Bike your way around the state. From scenic trails to cross-state greenways, here are Florida's must-see biking areas.
Boasting thousands of miles of off-road trails, paved pathways and scenic country roads, Florida's cycling options are endless. That said, there are a few must-rides that all cyclists - from beginners to race-ready veterans - should make part of their Sunshine State itinerary.
Beginning in the northeast corner of the state, the Jacksonville-Baldwin Trail offers an excellent introduction to Florida cycling, blending urban convenience with Old Florida scenery. Start peddling the 14.5-mile paved trail at the Imeson Road Trailhead, just a few miles west of downtown Jacksonville. The gently rolling pathway meanders through pine flatwoods, wetlands and hardwood canopies that provide both shade and seclusion. In addition to the flora and fauna - hawks, wild turkey and deer, to name a few - the Jacksonville-Baldwin trail also traverses McGirts Creek, site of a Confederate Civil War camp.
Just an hour or two to the southwest, the Gainesville-Hawthorne Trail offers more scenic paved cycling. This well-traveled trail winds from the city of Gainesville through Paynes Prarie Preserve State Park and into the Lochloosa Wildlife Management Area, ending on the outskirts of Hawthorne. The trail's hills provide challenging climbs and exhilarating downhills, as well as panoramic views of Paynes Prairie, where cyclists should keep an eye out for wild horses, bison and sandhill cranes. A spur trail near the Gainesville trailhead leads to the wildflower-covered Alachua sink, home to a mind-boggling number of alligators.
Continuing west, natural springs begin to outnumber cities and cyclists eventually reach the Nature Coast Trail. One of the state's most beautiful rails-to-trails projects, the 32-mile paved pathway connects the rural communities of Chiefland, Trenton, Fanning Springs, Old Town and Cross City. A "T" shape, the Nature Coast Trail can be ridden in several configurations. Starting at the old train depot in Cross City, riders can peddle east toward Old Town where they'll cross the lazy Suwannee River on a historic train trestle. Cyclists may continue east to Trenton or head south. The southern route leads directly past Fanning Springs State Park, the perfect place to take a break and cool off swimming or snorkeling the crystal-clear springs.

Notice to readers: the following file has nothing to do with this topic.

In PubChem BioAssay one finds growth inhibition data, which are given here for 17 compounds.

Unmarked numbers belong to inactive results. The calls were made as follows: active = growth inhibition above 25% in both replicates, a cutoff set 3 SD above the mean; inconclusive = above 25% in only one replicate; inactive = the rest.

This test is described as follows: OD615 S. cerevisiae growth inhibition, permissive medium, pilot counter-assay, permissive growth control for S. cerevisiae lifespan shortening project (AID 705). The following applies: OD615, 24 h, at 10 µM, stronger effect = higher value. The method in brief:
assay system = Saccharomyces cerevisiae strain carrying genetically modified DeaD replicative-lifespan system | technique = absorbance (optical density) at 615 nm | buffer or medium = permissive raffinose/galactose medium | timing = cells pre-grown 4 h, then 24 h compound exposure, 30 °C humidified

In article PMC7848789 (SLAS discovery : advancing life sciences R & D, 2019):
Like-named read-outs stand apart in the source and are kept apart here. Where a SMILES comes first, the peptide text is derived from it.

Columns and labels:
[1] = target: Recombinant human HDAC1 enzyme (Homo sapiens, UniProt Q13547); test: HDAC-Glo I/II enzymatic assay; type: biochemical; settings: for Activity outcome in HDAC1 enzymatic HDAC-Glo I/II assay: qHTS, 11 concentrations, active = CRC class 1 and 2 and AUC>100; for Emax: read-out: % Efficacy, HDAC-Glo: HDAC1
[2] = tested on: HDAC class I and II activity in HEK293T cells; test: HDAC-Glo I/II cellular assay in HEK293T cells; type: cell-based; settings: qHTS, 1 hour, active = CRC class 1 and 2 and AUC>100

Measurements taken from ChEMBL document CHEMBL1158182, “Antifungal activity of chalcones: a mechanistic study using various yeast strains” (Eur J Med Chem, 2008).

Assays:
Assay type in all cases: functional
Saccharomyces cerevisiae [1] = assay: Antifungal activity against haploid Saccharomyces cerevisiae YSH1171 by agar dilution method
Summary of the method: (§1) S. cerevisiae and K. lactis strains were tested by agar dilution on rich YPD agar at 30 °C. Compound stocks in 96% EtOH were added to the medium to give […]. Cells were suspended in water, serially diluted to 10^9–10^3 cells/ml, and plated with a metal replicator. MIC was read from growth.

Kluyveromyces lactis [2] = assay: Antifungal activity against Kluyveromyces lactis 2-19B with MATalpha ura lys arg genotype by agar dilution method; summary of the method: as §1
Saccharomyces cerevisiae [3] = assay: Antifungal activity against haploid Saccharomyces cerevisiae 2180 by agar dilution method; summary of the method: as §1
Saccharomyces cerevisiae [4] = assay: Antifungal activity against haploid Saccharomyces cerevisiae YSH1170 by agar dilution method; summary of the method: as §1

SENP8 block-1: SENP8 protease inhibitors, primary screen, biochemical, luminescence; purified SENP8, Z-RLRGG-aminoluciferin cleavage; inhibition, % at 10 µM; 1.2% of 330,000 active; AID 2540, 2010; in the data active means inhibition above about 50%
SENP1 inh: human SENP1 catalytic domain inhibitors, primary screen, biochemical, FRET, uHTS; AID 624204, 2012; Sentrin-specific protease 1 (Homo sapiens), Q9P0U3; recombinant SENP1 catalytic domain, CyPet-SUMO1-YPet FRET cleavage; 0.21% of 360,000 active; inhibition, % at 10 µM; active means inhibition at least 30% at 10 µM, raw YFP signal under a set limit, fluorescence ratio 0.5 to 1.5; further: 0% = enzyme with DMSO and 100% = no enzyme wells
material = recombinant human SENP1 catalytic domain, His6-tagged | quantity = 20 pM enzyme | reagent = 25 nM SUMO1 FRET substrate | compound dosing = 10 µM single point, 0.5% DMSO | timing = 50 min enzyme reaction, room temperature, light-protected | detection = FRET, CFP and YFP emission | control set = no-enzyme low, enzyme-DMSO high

Florida's longest continuous rail-trail begins less than an hour south near the small town of Dunnellon. The Withlacoochee State Trail is as fun to cycle as it is to pronounce, running 46 miles south to Trilby. While "Withlacooche" translates to "crooked river," the trail itself is relatively straight, passing through the pristine, 150,000-acre state forest by the same name. Running past ranches, small towns and wildlife-rich preserves, the pathway also serves as a gateway to other recreational pursuits. The fat tire crowd will want to challenge the 50-plus miles of the Croom Off-Road Trail, while paddlers should check out the 83-mile canoe trail.
Just to the south, visitors will find one of Florida's best urban trails. The Pinellas Trail runs 47 miles, traversing natural areas, charming downtowns and urban centers. From the south, the trail begins just outside downtown St. Petersburg, the cultural center of Florida's West Coast. Winding north through neighborhoods and across intracoastal waterways, riders reach the quaint Scottish town of Dunedin. A scenic trail leads to Honeymoon Island State Park, where cyclists can catch a ferry to the award-winning beaches of Caladesi Island. The trail ends in Tarpon Springs, where tired road warriors may reward themselves with an authentic Greek meal and a stroll around the historic sponge docks.
For the serious cyclists, nothing can top the challenge of biking coast-to-coast on one of Florida's cross-state trails. The Marjorie Harris Carr Cross Florida Greenway is among the most beautiful of these trails, traversing 110 miles of swamps, rolling hills and dense forests. Built largely along the failed Cross Florida Barge Canal, nature and history come in equal doses on this trail, which runs from Inglis east to the St. John's River. Innumerable side trails offer off-road adventure and exploration, and abundant wildlife habitat affords the chance to see Florida black bears, deer, alligators and even manatees.